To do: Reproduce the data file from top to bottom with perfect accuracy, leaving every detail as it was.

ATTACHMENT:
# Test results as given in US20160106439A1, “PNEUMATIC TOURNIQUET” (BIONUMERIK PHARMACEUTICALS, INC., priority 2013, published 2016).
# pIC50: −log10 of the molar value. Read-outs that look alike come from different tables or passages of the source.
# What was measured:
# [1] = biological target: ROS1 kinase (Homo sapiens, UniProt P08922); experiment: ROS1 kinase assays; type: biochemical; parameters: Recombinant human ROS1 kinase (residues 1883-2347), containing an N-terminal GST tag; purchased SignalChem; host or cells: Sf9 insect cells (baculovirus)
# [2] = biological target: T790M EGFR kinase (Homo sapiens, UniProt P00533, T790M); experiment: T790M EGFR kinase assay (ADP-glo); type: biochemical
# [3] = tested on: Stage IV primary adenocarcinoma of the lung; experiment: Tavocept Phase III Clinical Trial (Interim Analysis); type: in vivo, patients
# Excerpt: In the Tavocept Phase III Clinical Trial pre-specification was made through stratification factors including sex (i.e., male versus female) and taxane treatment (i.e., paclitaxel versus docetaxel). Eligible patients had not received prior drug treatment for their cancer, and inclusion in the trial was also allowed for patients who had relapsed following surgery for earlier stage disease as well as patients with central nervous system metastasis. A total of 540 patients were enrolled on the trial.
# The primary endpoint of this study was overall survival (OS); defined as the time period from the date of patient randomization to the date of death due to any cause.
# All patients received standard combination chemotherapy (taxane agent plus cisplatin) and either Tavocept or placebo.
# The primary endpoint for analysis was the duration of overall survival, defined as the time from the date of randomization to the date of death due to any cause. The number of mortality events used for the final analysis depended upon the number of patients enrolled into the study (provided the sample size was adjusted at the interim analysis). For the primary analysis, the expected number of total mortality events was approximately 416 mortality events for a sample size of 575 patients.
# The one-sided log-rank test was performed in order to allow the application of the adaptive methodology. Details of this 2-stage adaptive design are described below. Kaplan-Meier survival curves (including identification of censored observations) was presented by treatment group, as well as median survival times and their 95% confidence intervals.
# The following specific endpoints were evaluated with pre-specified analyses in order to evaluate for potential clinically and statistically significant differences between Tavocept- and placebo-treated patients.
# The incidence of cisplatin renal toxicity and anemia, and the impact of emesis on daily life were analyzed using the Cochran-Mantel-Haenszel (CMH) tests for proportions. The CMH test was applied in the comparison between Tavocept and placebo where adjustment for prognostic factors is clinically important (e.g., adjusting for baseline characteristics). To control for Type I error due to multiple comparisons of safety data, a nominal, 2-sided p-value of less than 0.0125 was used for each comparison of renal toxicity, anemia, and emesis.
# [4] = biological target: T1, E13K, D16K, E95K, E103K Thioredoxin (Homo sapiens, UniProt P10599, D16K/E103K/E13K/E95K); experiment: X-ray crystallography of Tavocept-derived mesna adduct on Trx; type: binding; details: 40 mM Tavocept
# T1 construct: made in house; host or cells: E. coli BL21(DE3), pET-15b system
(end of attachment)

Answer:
# Test results as given in US20160106439A1, “PNEUMATIC TOURNIQUET” (BIONUMERIK PHARMACEUTICALS, INC., priority 2013, published 2016).
# pIC50: −log10 of the molar value. Read-outs that look alike come from different tables or passages of the source.
# What was measured:
# [1] = biological target: ROS1 kinase (Homo sapiens, UniProt P08922); experiment: ROS1 kinase assays; type: biochemical; parameters: Recombinant human ROS1 kinase (residues 1883-2347), containing an N-terminal GST tag; purchased SignalChem; host or cells: Sf9 insect cells (baculovirus)
# [2] = biological target: T790M EGFR kinase (Homo sapiens, UniProt P00533, T790M); experiment: T790M EGFR kinase assay (ADP-glo); type: biochemical
# [3] = tested on: Stage IV primary adenocarcinoma of the lung; experiment: Tavocept Phase III Clinical Trial (Interim Analysis); type: in vivo, patients
# Excerpt: In the Tavocept Phase III Clinical Trial pre-specification was made through stratification factors including sex (i.e., male versus female) and taxane treatment (i.e., paclitaxel versus docetaxel). Eligible patients had not received prior drug treatment for their cancer, and inclusion in the trial was also allowed for patients who had relapsed following surgery for earlier stage disease as well as patients with central nervous system metastasis. A total of 540 patients were enrolled on the trial.
# The primary endpoint of this study was overall survival (OS); defined as the time period from the date of patient randomization to the date of death due to any cause.
# All patients received standard combination chemotherapy (taxane agent plus cisplatin) and either Tavocept or placebo.
# The primary endpoint for analysis was the duration of overall survival, defined as the time from the date of randomization to the date of death due to any cause. The number of mortality events used for the final analysis depended upon the number of patients enrolled into the study (provided the sample size was adjusted at the interim analysis). For the primary analysis, the expected number of total mortality events was approximately 416 mortality events for a sample size of 575 patients.
# The one-sided log-rank test was performed in order to allow the application of the adaptive methodology. Details of this 2-stage adaptive design are described below. Kaplan-Meier survival curves (including identification of censored observations) was presented by treatment group, as well as median survival times and their 95% confidence intervals.
# The following specific endpoints were evaluated with pre-specified analyses in order to evaluate for potential clinically and statistically significant differences between Tavocept- and placebo-treated patients.
# The incidence of cisplatin renal toxicity and anemia, and the impact of emesis on daily life were analyzed using the Cochran-Mantel-Haenszel (CMH) tests for proportions. The CMH test was applied in the comparison between Tavocept and placebo where adjustment for prognostic factors is clinically important (e.g., adjusting for baseline characteristics). To control for Type I error due to multiple comparisons of safety data, a nominal, 2-sided p-value of less than 0.0125 was used for each comparison of renal toxicity, anemia, and emesis.
# [4] = biological target: T1, E13K, D16K, E95K, E103K Thioredoxin (Homo sapiens, UniProt P10599, D16K/E103K/E13K/E95K); experiment: X-ray crystallography of Tavocept-derived mesna adduct on Trx; type: binding; details: 40 mM Tavocept
# T1 construct: made in house; host or cells: E. coli BL21(DE3), pET-15b system